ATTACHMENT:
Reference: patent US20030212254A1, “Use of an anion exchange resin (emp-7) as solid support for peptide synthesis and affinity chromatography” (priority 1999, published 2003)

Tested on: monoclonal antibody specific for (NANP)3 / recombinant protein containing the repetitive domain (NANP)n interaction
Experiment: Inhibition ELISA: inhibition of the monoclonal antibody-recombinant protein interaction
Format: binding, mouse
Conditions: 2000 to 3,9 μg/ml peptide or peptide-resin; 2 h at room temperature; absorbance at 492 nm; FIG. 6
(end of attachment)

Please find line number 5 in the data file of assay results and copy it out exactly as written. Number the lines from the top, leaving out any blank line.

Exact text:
Conditions: 2000 to 3,9 μg/ml peptide or peptide-resin; 2 h at room temperature; absorbance at 492 nm; FIG. 6